In the wake of the 'buzz' generated by the impending aliyah of Rabbi Shalom Rosner (click on the 'breaking news' WebAd link above for the story, or just go here), his family, and several members of his kehilla Jameel asked me to guest post about the differences between community rabbis in Israel and the United States.
First, though, a word about Rabbi Rosner’s aliyah. I know a number of successful pulpit rabbis who made aliyah at the height of their careers, but without the fanfare. What makes this so special?
The answer has to do with one person, not Rabbi Rosner himself. I’m talking, of course, about Shelly Levine, the real estate agent who is selling the Nofei Ha-Shemesh project in Beit Shemesh (I actually bought my own home in Modiin through her). She’s selling the project as an American-style community with an American-style rabbi. Her husband, Charlie, is a PR. They cooked up this plan to market this project, and then went and found the right rabbi. This does not take anything away from the sacrifices that the Rosner family is making in order to come on aliyah. It does, however, explain the inordinate amount of hype surrounding them.
Back to the issues at hand – the difference between American Orthodox community rabbis and their Israeli counterparts. The Israeli community rabbinate is a difficult cohort to wrap one’s brain around, because there are at least three distinct elements of it. There’s the official urban/ regional Rabbanut, which operates everywhere in the country, and whose rabbis are paid by the municipality/ regional council. There are the synagogue rabbis. Finally, there are rabbis of small towns (kibbutzim, yishuvim, moshavot, etc.), who are paid by the ‘local council’, but, ultimately, the locales are so small that they are essentially community-based. I will compare these four elements using the following graph:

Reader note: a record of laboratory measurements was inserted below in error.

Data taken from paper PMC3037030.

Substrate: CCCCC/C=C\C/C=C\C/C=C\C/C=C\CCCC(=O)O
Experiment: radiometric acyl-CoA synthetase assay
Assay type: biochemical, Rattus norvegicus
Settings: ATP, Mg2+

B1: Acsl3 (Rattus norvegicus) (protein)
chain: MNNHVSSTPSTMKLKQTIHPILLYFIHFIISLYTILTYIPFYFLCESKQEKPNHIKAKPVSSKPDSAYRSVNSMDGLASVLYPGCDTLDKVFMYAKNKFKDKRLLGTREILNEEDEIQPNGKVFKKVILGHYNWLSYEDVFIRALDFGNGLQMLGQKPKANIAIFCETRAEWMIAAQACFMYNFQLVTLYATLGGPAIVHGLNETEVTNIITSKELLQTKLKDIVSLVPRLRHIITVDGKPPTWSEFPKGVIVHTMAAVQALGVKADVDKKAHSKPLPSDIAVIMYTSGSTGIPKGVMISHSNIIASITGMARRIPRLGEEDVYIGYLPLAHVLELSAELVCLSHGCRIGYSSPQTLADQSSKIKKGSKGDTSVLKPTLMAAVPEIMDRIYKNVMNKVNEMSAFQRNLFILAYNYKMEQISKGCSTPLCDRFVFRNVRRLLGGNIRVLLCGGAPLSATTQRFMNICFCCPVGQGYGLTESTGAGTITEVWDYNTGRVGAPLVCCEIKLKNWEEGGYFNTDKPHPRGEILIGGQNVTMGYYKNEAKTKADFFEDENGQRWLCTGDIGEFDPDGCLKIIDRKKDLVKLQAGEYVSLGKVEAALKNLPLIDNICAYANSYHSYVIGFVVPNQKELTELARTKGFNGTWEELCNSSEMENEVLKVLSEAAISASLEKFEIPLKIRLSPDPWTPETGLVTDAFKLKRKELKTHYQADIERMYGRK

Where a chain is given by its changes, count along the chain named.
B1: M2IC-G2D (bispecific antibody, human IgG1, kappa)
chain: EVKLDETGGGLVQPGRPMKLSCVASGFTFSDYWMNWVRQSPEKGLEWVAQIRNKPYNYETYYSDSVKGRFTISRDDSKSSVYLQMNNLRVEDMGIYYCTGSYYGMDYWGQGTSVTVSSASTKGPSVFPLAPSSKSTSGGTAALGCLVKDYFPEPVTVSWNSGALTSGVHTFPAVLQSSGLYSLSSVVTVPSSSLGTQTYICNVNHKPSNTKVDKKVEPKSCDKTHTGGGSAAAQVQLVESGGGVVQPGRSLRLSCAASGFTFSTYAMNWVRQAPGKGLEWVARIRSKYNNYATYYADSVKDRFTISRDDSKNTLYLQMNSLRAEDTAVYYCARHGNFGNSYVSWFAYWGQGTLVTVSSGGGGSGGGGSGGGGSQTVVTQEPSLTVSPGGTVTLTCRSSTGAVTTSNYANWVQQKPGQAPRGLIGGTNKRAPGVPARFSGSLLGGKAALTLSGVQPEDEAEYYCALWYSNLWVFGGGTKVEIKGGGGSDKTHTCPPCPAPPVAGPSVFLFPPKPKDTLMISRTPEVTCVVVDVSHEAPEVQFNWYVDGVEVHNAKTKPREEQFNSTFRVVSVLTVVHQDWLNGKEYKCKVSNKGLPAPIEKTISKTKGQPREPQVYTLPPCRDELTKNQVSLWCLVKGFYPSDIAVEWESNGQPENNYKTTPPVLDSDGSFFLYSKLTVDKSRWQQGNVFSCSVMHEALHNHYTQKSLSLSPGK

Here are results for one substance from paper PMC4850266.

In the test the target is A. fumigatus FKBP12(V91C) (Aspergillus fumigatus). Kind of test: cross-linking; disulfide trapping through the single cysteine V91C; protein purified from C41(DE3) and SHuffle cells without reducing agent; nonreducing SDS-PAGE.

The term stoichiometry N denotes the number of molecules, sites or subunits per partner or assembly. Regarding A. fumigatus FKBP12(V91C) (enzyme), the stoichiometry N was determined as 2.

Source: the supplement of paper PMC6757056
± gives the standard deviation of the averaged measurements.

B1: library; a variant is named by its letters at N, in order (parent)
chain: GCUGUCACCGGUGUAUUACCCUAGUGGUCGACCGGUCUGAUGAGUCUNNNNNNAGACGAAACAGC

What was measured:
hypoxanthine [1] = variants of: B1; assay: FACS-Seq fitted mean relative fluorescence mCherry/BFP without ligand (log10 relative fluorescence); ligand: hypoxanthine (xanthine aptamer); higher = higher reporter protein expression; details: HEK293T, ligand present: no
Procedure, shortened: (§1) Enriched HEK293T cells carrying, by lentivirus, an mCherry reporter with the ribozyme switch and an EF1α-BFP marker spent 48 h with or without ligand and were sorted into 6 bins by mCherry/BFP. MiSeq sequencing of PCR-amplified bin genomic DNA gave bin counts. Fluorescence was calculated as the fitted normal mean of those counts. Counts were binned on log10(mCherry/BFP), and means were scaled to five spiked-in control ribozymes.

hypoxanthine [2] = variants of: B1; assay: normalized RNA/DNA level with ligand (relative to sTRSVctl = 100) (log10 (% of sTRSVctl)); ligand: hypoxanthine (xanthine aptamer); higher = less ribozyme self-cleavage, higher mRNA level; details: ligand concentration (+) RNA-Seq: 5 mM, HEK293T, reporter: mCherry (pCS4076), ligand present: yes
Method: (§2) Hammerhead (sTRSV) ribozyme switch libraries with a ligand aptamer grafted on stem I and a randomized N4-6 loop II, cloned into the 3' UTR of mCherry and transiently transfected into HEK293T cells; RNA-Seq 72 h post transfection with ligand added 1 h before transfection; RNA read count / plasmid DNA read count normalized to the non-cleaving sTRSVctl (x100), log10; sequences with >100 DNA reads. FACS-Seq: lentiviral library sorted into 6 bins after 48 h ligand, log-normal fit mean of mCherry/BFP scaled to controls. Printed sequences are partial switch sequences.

X years - Lifetime
In between PT and FT
X Years - Lifetime
This is obviously a bit of an oversimplification. There are plenty of part-time shul rabbis in the
Readers may wonder why I have chosen to focus primarily on the economics of the rabbinate. A former teacher of mine, Prof. Shaul Stampfer of Hebrew U., opened my eyes to the economic pressures which guide the development of institutions. The economic (as well as political and social) circumstances in the U.S. and Israel dictate the make-up and function of their respective community rabbinates, as I hope to describe in Part II.Note: Rabbi Avi (Seth) Kadish has an excellent article worth reading as well -- A proposal for creating Modern Orthodox Outreach Communities in the cities and towns of Israel. This essay was published in Makor Rishon (now the leading newspaper in the Religious Zionist world) on Erev Shabbat Hol Ha-Moed Sukkot, 5766.
Wherever I am, my blog turns towards Eretz Yisrael טובה הארץ מאד מאד